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At the age of 6, my brother started wrestling, and my mother suffered for his sport. Lying in bed at night, I would hear my father accuse my mother of using my brother’s meets as a cover for infidelity. If my father was sober, the arguments stayed verbal.
As the younger sister, I was not allowed to play sports. I spent my afternoons in the basement of our ranch home, apron on, spiral notepad and pen in hand, walking from one piece of furniture to another, taking orders from imaginary customers in a subterranean "restaurant." When I wasn’t playing at waitress, I wore a towel on my head and pretended to be one of the crime fighting beauties I had seen on TV, casting my cotton locks over one shoulder.
Weekends were for youth wrestling meets. In gyms scattered across Multnomah County, Oregon, I sat quietly in bleachers for hours. I learned to find ice chips my brother could suck on before weigh-ins. I learned the point values for takedowns, escapes, reversals and near-falls. And I learned to hold my breath when he found himself belly up, bridging to keep his shoulders off the mat, waiting for the clock to run out.
I learned to cheer when the ref raised my brother’s hand as the victor. I didn’t need to learn to cry when his hand hung limp at his side at the end of a match. That came naturally. Because his dreams were my dreams.
When his athletic career ended at the district championships his senior year, I stormed out of the gym, sobbing. It did not matter that I had started to seed my own dreams by then, playing volleyball and basketball in the years following my parents’ divorce. That early spring day, I wept for the end of a dozen-year journey. I wept because I had always known that his dreams mattered more than mine.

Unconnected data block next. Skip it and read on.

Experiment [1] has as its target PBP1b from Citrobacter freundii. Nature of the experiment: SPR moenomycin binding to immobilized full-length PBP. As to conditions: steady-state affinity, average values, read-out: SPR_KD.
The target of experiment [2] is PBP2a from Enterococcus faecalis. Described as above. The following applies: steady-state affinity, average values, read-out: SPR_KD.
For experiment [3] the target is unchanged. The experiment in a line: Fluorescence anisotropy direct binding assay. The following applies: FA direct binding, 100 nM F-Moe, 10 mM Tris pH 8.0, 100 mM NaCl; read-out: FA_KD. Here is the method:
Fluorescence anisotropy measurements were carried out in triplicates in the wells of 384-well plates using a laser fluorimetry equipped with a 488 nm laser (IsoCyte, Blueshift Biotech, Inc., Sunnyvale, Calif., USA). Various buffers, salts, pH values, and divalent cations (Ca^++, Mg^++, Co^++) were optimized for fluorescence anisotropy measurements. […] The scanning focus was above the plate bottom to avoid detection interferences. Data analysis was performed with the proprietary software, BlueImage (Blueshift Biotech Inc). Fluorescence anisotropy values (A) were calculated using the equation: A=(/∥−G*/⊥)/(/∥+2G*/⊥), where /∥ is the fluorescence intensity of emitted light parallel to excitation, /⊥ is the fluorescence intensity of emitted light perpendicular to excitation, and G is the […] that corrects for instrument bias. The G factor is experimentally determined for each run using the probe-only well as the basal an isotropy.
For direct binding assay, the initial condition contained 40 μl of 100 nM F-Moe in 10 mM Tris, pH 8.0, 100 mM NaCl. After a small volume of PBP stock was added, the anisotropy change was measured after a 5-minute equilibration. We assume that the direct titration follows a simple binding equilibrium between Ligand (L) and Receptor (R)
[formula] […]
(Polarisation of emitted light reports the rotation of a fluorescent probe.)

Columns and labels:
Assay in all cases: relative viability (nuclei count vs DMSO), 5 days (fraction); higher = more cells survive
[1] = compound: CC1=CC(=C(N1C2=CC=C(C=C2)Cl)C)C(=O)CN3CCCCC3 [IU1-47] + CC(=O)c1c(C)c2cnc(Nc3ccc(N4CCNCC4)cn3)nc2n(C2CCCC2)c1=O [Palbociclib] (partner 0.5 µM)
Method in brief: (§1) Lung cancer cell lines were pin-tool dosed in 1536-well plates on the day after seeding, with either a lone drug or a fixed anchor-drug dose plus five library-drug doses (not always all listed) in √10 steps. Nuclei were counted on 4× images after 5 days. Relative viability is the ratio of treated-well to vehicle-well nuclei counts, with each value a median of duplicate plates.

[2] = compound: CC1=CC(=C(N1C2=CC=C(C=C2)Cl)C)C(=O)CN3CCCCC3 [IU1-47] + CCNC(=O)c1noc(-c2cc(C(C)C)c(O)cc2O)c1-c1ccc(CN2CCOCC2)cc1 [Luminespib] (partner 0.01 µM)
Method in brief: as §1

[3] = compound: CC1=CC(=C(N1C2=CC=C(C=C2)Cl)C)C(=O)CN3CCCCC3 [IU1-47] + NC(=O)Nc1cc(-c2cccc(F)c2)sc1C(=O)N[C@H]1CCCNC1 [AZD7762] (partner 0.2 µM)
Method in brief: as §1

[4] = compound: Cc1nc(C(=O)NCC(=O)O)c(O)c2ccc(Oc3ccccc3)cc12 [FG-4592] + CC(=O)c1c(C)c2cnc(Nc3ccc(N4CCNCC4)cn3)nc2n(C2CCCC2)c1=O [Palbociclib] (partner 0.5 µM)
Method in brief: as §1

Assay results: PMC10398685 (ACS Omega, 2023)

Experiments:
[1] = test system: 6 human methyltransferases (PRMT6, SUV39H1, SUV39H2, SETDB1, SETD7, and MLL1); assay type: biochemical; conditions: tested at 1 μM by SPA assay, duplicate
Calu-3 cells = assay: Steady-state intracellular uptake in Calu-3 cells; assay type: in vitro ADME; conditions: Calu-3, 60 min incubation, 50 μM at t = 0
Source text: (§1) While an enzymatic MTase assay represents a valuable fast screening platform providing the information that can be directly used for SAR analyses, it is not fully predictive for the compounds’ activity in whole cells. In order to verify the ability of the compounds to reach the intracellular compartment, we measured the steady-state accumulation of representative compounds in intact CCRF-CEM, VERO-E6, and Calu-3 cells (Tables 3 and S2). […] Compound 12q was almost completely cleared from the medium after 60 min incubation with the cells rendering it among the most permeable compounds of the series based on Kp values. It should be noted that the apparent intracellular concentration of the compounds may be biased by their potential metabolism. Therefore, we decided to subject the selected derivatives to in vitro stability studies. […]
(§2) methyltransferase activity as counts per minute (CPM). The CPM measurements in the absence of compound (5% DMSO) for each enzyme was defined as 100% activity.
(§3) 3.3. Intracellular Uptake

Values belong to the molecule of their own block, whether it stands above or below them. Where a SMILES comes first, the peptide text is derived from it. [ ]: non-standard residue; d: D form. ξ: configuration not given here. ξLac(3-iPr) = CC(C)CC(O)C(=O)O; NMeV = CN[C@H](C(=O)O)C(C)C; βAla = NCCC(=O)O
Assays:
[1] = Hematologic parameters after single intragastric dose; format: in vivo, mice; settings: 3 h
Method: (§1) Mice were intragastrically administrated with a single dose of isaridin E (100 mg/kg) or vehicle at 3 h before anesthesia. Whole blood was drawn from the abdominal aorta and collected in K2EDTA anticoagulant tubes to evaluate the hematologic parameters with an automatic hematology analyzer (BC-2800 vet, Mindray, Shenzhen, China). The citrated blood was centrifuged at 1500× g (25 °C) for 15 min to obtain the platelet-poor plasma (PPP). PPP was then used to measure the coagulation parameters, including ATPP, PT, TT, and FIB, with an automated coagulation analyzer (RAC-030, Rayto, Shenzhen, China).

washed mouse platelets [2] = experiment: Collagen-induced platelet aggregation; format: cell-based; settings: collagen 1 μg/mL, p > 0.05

By sophomore year of high school, I was on the varsity volleyball team, and I went on to play at Syracuse University. I didn’t know I was the beneficiary of an expansion of opportunities for women through Title IX.
"I didn’t need to learn to cry when his hand hung limp at his side at the end of a match. That came naturally. Because his dreams were my dreams."Deborah Bennett
The last play of my athletic career came at the Big East championships. Stunned by Pittsburgh’s relentless tip-and-chip strategy, my teammates and I lay sprawled out as the ball dribbled to the gym floor and the whistle blew. As it sank in that this was my last match — after years of travel team, daily doubles and conditioning — I found comfort in my teammates, especially the other seniors. No family member was there to cry for me.
Now I am back in the stands as a hockey mom. An expert at lacing up skates, I am learning about slashing and icing. Sitting next to me in those cold rinks is my 8-year-old daughter. But, just as often, her older brothers attend her hockey games. They all root for each other, knowing the next game it will be someone else’s turn.
My daughter asks me uncomfortable questions about sports that I find hard to answer. When we attend college sporting events, she wonders why there are so many more fans at the men’s games than the women’s, why the cheerleaders are always thin and pretty. My boys ask why men make so much money in professional sports and women don't.
I hope my kids never stop asking difficult questions, that they challenge the norm. For now, I content myself with the knowledge that the needle has moved since I was a child. And that my daughter’s athletic dreams are her own.
This segment aired on June 23, 2018.
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